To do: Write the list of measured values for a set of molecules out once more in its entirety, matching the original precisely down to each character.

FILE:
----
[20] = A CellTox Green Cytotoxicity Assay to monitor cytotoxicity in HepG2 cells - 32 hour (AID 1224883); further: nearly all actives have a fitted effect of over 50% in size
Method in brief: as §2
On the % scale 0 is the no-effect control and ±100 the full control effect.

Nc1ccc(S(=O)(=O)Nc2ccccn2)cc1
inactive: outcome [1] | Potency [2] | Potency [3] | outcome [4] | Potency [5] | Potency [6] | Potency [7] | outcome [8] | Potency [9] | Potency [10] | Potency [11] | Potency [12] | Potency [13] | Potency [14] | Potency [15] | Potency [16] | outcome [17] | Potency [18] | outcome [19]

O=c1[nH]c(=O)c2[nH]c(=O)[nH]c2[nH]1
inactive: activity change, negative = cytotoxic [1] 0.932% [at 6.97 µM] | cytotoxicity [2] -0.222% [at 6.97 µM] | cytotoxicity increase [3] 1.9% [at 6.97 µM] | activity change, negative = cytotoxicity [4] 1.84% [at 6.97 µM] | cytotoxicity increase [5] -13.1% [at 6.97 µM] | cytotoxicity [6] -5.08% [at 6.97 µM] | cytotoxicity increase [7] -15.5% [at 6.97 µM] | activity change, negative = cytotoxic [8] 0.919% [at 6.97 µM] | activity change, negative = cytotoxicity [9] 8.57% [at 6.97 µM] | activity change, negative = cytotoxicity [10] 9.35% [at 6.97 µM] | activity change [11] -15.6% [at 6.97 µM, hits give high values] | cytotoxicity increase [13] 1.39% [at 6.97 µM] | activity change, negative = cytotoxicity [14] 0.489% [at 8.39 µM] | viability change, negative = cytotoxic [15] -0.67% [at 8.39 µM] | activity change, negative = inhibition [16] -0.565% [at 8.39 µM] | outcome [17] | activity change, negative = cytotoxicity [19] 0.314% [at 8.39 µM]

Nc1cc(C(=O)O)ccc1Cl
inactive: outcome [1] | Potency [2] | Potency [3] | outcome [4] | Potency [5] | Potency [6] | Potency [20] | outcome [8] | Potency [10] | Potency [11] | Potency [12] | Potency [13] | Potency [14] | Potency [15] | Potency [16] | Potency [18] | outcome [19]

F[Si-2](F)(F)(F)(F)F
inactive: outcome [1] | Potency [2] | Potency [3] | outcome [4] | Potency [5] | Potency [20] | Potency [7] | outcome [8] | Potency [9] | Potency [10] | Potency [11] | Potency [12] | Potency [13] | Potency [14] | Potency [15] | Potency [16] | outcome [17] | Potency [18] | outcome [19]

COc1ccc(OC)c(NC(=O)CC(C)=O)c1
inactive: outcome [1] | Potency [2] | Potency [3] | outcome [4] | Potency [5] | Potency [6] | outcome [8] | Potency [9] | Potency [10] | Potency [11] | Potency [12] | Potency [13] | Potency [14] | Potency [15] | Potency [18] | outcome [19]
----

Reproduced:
[20] = A CellTox Green Cytotoxicity Assay to monitor cytotoxicity in HepG2 cells - 32 hour (AID 1224883); further: nearly all actives have a fitted effect of over 50% in size
Method in brief: as §2
On the % scale 0 is the no-effect control and ±100 the full control effect.

Nc1ccc(S(=O)(=O)Nc2ccccn2)cc1
inactive: outcome [1] | Potency [2] | Potency [3] | outcome [4] | Potency [5] | Potency [6] | Potency [7] | outcome [8] | Potency [9] | Potency [10] | Potency [11] | Potency [12] | Potency [13] | Potency [14] | Potency [15] | Potency [16] | outcome [17] | Potency [18] | outcome [19]

O=c1[nH]c(=O)c2[nH]c(=O)[nH]c2[nH]1
inactive: activity change, negative = cytotoxic [1] 0.932% [at 6.97 µM] | cytotoxicity [2] -0.222% [at 6.97 µM] | cytotoxicity increase [3] 1.9% [at 6.97 µM] | activity change, negative = cytotoxicity [4] 1.84% [at 6.97 µM] | cytotoxicity increase [5] -13.1% [at 6.97 µM] | cytotoxicity [6] -5.08% [at 6.97 µM] | cytotoxicity increase [7] -15.5% [at 6.97 µM] | activity change, negative = cytotoxic [8] 0.919% [at 6.97 µM] | activity change, negative = cytotoxicity [9] 8.57% [at 6.97 µM] | activity change, negative = cytotoxicity [10] 9.35% [at 6.97 µM] | activity change [11] -15.6% [at 6.97 µM, hits give high values] | cytotoxicity increase [13] 1.39% [at 6.97 µM] | activity change, negative = cytotoxicity [14] 0.489% [at 8.39 µM] | viability change, negative = cytotoxic [15] -0.67% [at 8.39 µM] | activity change, negative = inhibition [16] -0.565% [at 8.39 µM] | outcome [17] | activity change, negative = cytotoxicity [19] 0.314% [at 8.39 µM]

Nc1cc(C(=O)O)ccc1Cl
inactive: outcome [1] | Potency [2] | Potency [3] | outcome [4] | Potency [5] | Potency [6] | Potency [20] | outcome [8] | Potency [10] | Potency [11] | Potency [12] | Potency [13] | Potency [14] | Potency [15] | Potency [16] | Potency [18] | outcome [19]

F[Si-2](F)(F)(F)(F)F
inactive: outcome [1] | Potency [2] | Potency [3] | outcome [4] | Potency [5] | Potency [20] | Potency [7] | outcome [8] | Potency [9] | Potency [10] | Potency [11] | Potency [12] | Potency [13] | Potency [14] | Potency [15] | Potency [16] | outcome [17] | Potency [18] | outcome [19]

COc1ccc(OC)c(NC(=O)CC(C)=O)c1
inactive: outcome [1] | Potency [2] | Potency [3] | outcome [4] | Potency [5] | Potency [6] | outcome [8] | Potency [9] | Potency [10] | Potency [11] | Potency [12] | Potency [13] | Potency [14] | Potency [15] | Potency [18] | outcome [19]